India today told the UNSC that it has always strived to foster global solidarity across the world with its development partnership efforts fully respecting national priorities and ensured that its assistance does not create “indebtedness”, in an apparent swipe at China.
Addressing the UN Security Council open debate on ‘Maintenance of International Peace and Security: Exclusion, Inequality and Conflict’ held under the current presidency of Mexico, Minister of State for External Affairs Dr Rajkumar Ranjan Singh said whether it is with India’s neighbours under the “Neighbourhood First” policy or with African partners or with other developing countries, “India has remained and will continue to be a source of strong support to help them build back better and stronger”.
“India has always strived to foster global solidarity across the world with our development partnership efforts fully respecting national priorities and ensuring that our assistance remains demand-driven, contributes to employment generation and capacity building and does not create indebtedness. This is particularly true in countries in the post-conflict phase,” Mr Singh said.
Mr Singh’s remarks appeared to be a thinly-veiled reference to China.
There have been global concerns over debt traps and regional hegemony by China using its ambitious Belt and Road Initiative (BRI) projects. China is doling out huge sums of money for infrastructure projects in countries from Asia to Africa and Europe. The Donald Trump administration had been extremely critical of the BRI and had been of the view that China’s “predatory financing” is leaving smaller counties under huge debt endangering their sovereignty.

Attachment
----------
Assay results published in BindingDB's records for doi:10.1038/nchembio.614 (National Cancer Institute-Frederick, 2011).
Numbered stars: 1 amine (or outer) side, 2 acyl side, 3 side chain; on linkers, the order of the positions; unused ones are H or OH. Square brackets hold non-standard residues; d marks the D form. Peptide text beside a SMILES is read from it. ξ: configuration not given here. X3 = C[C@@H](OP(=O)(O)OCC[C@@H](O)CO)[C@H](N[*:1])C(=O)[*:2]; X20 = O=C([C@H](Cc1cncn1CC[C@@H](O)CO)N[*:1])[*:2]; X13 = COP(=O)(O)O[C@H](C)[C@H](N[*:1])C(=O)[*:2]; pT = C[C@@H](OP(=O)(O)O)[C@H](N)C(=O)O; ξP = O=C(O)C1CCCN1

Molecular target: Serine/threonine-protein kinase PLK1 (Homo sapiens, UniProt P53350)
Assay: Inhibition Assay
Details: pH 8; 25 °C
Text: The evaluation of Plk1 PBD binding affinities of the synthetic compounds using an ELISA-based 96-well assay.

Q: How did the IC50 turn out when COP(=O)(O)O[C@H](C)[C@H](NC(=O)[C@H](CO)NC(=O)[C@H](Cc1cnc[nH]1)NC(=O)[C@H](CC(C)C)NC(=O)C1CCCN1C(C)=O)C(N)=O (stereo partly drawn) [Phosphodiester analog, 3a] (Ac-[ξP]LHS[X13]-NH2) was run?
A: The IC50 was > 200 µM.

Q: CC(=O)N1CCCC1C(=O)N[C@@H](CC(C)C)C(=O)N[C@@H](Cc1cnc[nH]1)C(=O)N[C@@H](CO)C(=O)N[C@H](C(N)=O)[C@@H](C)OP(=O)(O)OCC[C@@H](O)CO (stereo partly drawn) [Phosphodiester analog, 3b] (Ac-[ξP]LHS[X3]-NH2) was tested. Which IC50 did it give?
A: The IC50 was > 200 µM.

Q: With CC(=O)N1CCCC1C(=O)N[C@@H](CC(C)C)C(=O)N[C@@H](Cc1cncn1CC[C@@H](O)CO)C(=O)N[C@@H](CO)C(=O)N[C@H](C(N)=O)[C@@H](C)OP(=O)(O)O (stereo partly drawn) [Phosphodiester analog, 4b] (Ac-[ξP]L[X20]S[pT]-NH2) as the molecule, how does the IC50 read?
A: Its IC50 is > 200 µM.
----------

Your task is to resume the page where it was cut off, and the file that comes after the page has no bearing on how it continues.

Mr Singh further said that international efforts in the maintenance of peace and security need to be inclusive. The process of implementing a peace agreement must run along with the provision of humanitarian and emergency assistance, resumption of economic activity, and the creation of political and administrative institutions that improve governance and include all stakeholders, particularly women and disadvantaged sections.
“We also need to avoid politicising humanitarian and developmental assistance in conflict situations. The humanitarian action must be primarily guided by the principles of humanity, neutrality, impartiality and independence,” he said.
India also stressed that the international community needs to “walk the talk” by ensuring a predictable and enhanced flow of resources to countries in the post-conflict phase.
Further, he said it is important to actively support the post-conflict reconstruction agenda, particularly in Africa and in this regard, the UN Peacebuilding Commission’s efforts should be strengthened.
“These efforts should include prioritising the needs of the host state and coordinating the role of international financial institutions, the private sector and civil society organisations,” Mr Singh said.
Mr Singh noted that some regional and sub-regional organisations have become more capable of addressing the conflict situations and member states have reposed faith increasingly in their capacity, bringing positive synergy to the actions of the UN and Security Council.
“The Security Council has the responsibility to support this trend and encourage and enable those regional and sub-regional organisations,” he said, adding that India believes the existing framework of cooperation such as the Joint UN-AU Framework for an enhanced partnership in Peace and Security needs to be implemented more proactively.
Initiatives such as AMISOM, G-5 Sahel Joint Force and Multinational Joint Task Force need more robust support from the Security Council and the international community.
(Except for the headline, this story has not been edited by NDTV staff and is published from a syndicated feed.)